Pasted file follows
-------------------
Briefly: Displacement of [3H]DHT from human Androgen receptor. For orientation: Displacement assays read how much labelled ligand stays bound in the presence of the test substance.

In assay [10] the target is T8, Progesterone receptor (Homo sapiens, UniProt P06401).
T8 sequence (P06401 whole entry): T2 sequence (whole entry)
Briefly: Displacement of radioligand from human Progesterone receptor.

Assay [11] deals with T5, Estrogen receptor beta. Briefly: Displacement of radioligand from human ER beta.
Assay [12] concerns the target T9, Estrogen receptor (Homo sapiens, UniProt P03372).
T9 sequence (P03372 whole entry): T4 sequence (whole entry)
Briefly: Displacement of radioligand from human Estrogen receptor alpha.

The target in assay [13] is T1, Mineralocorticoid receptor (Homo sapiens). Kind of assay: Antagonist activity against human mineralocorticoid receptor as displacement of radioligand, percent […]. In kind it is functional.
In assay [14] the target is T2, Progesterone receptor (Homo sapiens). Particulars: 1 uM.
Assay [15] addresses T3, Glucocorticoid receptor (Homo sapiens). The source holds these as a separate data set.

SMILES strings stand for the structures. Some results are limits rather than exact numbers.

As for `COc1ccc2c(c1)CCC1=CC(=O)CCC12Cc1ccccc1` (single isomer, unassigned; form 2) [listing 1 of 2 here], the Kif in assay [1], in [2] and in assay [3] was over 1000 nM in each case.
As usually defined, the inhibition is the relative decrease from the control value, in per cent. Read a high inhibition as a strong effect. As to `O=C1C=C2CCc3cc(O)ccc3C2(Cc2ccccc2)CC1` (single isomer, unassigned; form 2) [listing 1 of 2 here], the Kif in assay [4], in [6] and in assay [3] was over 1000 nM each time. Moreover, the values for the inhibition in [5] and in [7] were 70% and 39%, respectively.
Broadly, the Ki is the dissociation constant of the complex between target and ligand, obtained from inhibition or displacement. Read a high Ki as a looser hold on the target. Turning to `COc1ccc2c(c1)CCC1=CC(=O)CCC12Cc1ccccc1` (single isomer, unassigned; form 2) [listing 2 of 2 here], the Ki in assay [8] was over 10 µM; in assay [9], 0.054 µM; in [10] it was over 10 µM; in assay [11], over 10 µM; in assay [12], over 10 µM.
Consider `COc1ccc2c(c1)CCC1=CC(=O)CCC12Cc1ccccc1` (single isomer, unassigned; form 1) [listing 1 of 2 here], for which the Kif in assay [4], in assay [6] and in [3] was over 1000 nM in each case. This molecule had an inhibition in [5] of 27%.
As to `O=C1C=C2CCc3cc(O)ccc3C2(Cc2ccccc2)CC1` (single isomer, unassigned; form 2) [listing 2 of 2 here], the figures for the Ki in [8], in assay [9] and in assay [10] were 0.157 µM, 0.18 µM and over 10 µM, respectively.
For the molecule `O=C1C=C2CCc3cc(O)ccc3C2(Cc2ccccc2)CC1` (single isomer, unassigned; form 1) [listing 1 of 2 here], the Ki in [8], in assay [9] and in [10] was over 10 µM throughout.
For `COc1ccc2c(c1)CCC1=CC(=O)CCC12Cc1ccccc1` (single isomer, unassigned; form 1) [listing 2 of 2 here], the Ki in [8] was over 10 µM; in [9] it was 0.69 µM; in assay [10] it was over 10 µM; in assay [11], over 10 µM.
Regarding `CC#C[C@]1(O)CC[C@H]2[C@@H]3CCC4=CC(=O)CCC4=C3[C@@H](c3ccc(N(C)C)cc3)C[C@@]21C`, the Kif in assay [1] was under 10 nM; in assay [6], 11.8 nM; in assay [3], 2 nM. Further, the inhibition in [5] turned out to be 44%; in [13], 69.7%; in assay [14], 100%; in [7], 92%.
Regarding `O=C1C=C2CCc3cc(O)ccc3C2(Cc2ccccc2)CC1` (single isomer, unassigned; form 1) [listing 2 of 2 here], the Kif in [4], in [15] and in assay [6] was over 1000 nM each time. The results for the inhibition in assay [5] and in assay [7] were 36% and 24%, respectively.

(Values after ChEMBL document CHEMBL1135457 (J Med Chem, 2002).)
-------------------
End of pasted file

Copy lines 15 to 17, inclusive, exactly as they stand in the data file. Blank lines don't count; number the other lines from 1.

Broadly, the Ki is the dissociation constant of the complex between target and ligand, obtained from inhibition or displacement. Read a high Ki as a looser hold on the target. Turning to `COc1ccc2c(c1)CCC1=CC(=O)CCC12Cc1ccccc1` (single isomer, unassigned; form 2) [listing 2 of 2 here], the Ki in assay [8] was over 10 µM; in assay [9], 0.054 µM; in [10] it was over 10 µM; in assay [11], over 10 µM; in assay [12], over 10 µM.
Consider `COc1ccc2c(c1)CCC1=CC(=O)CCC12Cc1ccccc1` (single isomer, unassigned; form 1) [listing 1 of 2 here], for which the Kif in assay [4], in assay [6] and in [3] was over 1000 nM in each case. This molecule had an inhibition in [5] of 27%.
As to `O=C1C=C2CCc3cc(O)ccc3C2(Cc2ccccc2)CC1` (single isomer, unassigned; form 2) [listing 2 of 2 here], the figures for the Ki in [8], in assay [9] and in assay [10] were 0.157 µM, 0.18 µM and over 10 µM, respectively.